Jermell Charlo admits he doesn’t often feel like he belongs to a matching set these days.
Early on in his career, the undisputed 154-pound champion from Houston, Texas, was virtually wedded to the hip of his twin brother, Jermall, the current WBC middleweight titlist who is older by a minute, as they promulgated their “Lions Only” ethos.
But the two have grown apart in recent years.
In a recent interview, the younger Charlo reflected on his trying relationship with Jermall, who has had to deal with personal issues that have prevented him from getting in the ring for over two years.
Jermall has also made some questionable moves. He made headlines recently for being in a public altercation with Caleb Plant that he had apparently instigated. Jermell was quick to separate himself from that incident on his social media.
And in a sign of their divergent paths, Jermell—not Jermall—will be moving up two weight classes to challenge Mexican superstar and current undisputed 168-pound champion Canelo Alvarez on Sept. 30 at T-Mobile Arena in Las Vegas.
“Man, it be up and down, dog,” Jermell said of his relationship with his brother on the Million Dollaz Worth of Game podcast. “Straight up, me and my brother, it just be like, you gotta grow with somebody. You can’t just keep—you know, as we grew apart, as we got older, he got his family, I got my family, but in order to [get along] you just gotta grow with somebody. You know what I’m sayin’?
“Sometimes I feel like he don’t be growing and I can’t chastise him. ‘Hey, just live your life, bro, running into the errors that you run into.’ That sh!t ain’t got nothin’ to do with me. I be in my own lane, he be in his own lane. I don’t f— with all his friends, he don’t f— with all my friends, I don’t f— with his wife, he don’t f— with mine, but we got kids, so the kids try to help mend things, but sometimes it’s just like let people learn on their own. That’s how I roll. I got a big fight right now. I got real sh!t to handle. I can’t get distracted by the way he livin’ and whatever he got going on, acting stupid and all that shit. I’m maturing, growing up as a man.”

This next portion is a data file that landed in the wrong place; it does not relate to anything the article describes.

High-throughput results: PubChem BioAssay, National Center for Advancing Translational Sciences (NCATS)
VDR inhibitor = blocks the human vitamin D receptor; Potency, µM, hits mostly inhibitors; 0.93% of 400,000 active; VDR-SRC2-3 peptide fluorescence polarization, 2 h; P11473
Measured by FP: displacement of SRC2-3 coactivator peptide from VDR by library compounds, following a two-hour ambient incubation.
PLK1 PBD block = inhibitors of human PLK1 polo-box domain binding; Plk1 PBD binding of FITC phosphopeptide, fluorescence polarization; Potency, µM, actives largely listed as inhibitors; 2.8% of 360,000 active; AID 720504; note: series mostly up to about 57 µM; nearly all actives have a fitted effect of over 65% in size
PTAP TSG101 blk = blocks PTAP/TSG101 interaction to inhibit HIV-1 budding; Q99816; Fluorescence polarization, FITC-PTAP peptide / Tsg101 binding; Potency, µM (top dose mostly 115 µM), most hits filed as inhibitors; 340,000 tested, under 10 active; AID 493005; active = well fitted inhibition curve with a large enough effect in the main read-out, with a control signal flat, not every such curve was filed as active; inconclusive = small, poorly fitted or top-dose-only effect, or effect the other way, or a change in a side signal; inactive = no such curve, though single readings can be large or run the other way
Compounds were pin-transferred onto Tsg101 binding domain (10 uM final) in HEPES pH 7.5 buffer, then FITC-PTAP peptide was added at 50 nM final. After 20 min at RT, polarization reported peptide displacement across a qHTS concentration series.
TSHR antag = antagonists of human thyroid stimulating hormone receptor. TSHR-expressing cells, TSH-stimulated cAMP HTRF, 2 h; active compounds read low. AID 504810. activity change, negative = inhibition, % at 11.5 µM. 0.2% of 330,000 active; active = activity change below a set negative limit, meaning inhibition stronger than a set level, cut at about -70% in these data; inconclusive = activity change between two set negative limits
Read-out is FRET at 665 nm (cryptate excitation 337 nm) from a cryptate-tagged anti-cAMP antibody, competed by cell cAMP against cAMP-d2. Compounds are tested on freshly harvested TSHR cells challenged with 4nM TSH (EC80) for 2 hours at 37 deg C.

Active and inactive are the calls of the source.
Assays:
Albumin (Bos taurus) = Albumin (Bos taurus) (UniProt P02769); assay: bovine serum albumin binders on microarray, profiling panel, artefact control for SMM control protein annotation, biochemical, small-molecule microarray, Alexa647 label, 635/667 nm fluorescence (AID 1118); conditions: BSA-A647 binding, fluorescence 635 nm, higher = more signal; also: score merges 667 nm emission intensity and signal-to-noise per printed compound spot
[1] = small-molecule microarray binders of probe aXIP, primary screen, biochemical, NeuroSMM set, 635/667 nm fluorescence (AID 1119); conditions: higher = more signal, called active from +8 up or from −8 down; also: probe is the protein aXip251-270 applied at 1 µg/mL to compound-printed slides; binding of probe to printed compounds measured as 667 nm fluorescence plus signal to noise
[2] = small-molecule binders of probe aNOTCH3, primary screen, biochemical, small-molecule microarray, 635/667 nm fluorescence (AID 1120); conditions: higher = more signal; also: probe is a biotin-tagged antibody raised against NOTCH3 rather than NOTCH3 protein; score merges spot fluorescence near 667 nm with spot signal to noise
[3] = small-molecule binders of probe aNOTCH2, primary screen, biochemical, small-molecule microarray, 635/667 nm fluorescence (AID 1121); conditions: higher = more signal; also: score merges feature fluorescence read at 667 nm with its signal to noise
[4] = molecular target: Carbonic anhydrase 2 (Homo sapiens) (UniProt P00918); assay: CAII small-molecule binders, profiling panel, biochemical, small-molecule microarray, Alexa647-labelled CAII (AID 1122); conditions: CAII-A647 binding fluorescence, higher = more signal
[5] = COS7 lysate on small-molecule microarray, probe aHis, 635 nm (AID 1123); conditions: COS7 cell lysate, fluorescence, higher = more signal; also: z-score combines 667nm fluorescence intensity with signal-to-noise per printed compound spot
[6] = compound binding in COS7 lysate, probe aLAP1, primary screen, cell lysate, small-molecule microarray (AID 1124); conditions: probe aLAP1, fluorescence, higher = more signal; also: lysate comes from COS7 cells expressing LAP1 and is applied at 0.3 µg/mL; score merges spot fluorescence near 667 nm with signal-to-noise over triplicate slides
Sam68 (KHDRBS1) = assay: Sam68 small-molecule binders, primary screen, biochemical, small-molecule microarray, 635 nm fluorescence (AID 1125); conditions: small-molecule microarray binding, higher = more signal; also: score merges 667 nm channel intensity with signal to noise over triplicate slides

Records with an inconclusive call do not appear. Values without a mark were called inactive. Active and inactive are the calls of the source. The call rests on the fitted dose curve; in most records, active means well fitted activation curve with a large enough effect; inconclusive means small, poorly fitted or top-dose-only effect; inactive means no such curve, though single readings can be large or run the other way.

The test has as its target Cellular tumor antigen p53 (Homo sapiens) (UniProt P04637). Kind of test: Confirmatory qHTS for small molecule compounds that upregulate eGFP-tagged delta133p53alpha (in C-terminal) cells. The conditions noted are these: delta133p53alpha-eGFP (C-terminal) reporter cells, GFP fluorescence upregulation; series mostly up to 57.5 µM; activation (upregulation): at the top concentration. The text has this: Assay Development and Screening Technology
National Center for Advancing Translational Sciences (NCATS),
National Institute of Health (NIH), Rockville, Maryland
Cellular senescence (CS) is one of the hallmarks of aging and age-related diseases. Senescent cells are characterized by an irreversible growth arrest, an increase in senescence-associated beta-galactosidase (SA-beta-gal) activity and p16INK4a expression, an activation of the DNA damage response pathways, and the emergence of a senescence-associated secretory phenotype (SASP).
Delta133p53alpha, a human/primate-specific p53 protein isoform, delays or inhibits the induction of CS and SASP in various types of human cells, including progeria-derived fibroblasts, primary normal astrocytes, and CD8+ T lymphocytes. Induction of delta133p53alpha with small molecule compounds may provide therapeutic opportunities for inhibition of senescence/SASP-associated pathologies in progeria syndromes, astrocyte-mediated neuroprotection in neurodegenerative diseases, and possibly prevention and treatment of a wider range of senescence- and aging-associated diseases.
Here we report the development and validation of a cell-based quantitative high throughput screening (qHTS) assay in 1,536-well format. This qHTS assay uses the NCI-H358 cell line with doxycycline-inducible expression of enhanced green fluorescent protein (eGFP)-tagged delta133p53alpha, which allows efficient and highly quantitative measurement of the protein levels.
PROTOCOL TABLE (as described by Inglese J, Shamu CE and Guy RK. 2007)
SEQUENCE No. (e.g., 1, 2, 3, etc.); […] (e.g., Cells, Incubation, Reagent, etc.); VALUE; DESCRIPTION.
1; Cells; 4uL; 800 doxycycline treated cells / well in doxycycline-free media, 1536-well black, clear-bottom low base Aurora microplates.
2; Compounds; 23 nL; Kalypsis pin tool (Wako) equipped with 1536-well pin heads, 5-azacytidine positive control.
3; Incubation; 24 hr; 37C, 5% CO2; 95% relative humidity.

Despite their growing differences, Jermell stressed the importance of having a “forgiving” attitude toward his brother.
“It has a lot to do with forgiving,” Charlo said. “Everybody got to be forgiving. That’s me, my people, my peers, people that see me going through sh!t with him. I get to a point where, ‘Oh that’s your brother, bro. I get tired of that sh!t too.’ But then I still gotta be like hey we call gotta forgive, we all gotta be on the same page. I try not to have any resentment or any of that type of sh!t going on. I don’t envy him at all. I’m doing my thing in boxing, he’s doing his thing. Look at me right now. I’m going up to 168 in a position that he should’ve been in.”
Sean Nam is the author of Murder on Federal Street: Tyrone Everett, the Black Mafia, and the Last Golden Age of Philadelphia Boxing.